I’ve been experimenting with VPS — Virtual Private Servers. This is a direct on internet virtual machine. You get a full IP, no firewalls or port restrictions, that you fully manage yourself. I had hoped to find a Windows VPS for cheap — but I’ve found that the cheapest Windows VPS solutions are still pretty expensive. So, I’m doing a Linux VPS, though my background is more Windows and Mac, with a smattering of Solaris. I’ve got an Ubuntu 10 virtual machine that I run on my Mac for things like Pycam/Kicad, so I figured I’d go with an Ubuntu 10 VPS. I want a VPS for the following user cases:
- VPN access anytime/place. I’d rather run my own VPN to access things than rely on a VPN provider. While Strong and the others are nice, the cost is greater. A cheap Linux VPN for occasional use ( say whenever I’m traveling ), cost about $35 /year. A VPN provider costs about $60/year. I’d rather get the greater use from a VPS than I can get from a VPN.
- Perforce. I know people like Git or SVN, but I’m a perforce fan. I haven’t yet found a “perforcehub” like service. I’d rather learn how to run a VPS with perforce on it, than learn git or SVN. PLus this way, I control how open I choose to be with my code. I have source control at work, and once you get used to having source control, you realize you always want source control. Even if you’re working with Word docs or Excel spreadsheets. Dropbox is nice, Google docs is nice. But nothing beats a good source control system, maybe with DropBox as a backup service.
- Various services. My programming skillset is ASP.NET/C#/PERL/Objective-C/Java. I use ASP.NET/C# for web stuff. I write iOS apps in Objective-C( rarely now. My last one was a year or so ago. ), I write the occasional Java applications, and occasional PERL scripts. Every once in a while, I have an idea, and I need a quick test-bed. Getting a shared hosting package for every little idea, coupled with the restrictions each of them have ( say no filesystem access, which is a typical one. Or process restrictions — again, common ), gets annoying. With a VPS, I control the full virtual machine — so I set the policy.
Along the way, I’ve been figuring out some things, and this post is a memorial — I rarely will do these things, so I should find a way to remember them when I need to in the future.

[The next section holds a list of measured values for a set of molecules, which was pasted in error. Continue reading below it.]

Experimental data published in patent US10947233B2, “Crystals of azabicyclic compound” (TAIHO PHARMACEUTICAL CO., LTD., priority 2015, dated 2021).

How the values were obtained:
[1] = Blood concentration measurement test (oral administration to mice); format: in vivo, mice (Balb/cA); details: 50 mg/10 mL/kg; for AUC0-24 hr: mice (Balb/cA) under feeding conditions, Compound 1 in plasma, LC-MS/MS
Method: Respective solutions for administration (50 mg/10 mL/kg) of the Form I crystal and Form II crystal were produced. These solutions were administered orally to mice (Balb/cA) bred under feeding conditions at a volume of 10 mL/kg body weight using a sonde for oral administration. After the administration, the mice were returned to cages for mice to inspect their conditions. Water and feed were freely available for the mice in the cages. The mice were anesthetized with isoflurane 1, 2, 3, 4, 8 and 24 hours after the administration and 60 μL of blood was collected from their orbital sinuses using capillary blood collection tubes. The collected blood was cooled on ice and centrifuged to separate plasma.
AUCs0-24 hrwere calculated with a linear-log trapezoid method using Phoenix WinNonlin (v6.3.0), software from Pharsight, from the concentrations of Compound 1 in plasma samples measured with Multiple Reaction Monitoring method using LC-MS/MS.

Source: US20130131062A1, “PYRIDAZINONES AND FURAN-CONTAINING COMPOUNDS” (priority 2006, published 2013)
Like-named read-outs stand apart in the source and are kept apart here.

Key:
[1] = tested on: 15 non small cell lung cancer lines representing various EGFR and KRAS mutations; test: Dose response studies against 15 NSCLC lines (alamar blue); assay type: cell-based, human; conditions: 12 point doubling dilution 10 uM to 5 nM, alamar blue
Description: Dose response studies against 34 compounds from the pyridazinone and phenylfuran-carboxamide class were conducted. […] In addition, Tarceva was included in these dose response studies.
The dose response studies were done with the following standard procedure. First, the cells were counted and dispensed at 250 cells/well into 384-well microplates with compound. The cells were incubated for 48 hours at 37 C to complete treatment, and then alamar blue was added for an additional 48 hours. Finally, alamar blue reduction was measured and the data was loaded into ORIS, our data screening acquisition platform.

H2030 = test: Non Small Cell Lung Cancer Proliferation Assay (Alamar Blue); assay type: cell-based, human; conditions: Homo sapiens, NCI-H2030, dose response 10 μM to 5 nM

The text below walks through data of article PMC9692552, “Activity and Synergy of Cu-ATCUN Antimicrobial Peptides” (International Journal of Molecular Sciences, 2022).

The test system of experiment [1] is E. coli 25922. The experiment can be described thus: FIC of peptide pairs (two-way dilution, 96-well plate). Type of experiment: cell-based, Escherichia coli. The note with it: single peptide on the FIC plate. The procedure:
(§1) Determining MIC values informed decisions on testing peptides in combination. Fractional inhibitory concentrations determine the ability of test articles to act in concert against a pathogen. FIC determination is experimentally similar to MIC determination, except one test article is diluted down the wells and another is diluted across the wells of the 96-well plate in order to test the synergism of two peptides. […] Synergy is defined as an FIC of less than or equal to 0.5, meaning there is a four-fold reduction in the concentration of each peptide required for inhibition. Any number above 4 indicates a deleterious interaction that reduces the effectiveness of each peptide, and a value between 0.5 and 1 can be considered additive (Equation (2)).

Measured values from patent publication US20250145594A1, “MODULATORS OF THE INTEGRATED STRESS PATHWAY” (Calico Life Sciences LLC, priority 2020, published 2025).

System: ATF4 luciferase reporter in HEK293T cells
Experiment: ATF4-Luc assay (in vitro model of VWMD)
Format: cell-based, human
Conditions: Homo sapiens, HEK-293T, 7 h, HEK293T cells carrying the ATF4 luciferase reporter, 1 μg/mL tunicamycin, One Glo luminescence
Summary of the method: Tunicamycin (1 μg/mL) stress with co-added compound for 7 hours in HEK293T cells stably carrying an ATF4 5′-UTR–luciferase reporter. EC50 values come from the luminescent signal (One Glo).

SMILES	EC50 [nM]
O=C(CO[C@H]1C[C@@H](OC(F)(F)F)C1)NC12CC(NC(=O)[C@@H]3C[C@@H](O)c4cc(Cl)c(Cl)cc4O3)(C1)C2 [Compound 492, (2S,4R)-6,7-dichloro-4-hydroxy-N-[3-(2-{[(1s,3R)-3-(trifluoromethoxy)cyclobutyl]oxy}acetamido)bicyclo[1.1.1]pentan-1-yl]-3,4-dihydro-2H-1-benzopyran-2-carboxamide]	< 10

First howto — add a user:
It used to be that to add a user, you’d add an entry in /etc/passwd, create a directory, chown the directory, and run passwd. This process no longer works — too many shadow files and policy files to find and modify by hand. Ubuntu solves this by making an adduser script. Just call adduser with the name. I recommend using adduser –ingroup staff NewUser. This is because I set sudo/su permissions to only this group. I suspect this script is probably in mot distributions.
Second howto — update/upgrade packages:
- Become root ( or alternative, run all these commands with sudo )
- apt-get update
- apt-get upgrade
This will bring you server up-to-date with the installed software.
Third How-to — install Mono/Apache/etc…
This is a bit more complex. I’m figuring it out right now. Since my best web language is ASP.NET/C#, I need to create a server environment where I can run this. Windows would have been much easier here — but I hear apache can do it.
Fourth How-to — install perforce.
Simple and Dirty way:
Download p4d from perforce.com
Put it in /usr/local/sbin
modify /etc/rc.local to include the above. This way, perforce restarts on any reboot. Make sure to chmod the file +x.
Fifth How-to — create a VPN
I’m exploring OpenVPN, but haven’t installed/tried it yet.
Sixth How-to — connect to the VPS with a GUI
No clue at all on this. So far, all I know how to get is ssh. It used to be you could use X servers and connect with an xterm — but the world has changed since then, and I don’t know the current method. Probably some sort of VNC system.
Anyway, this is an in-progress post. I’ll update it whenever I need to remember something, and I didn’t write it down the first time…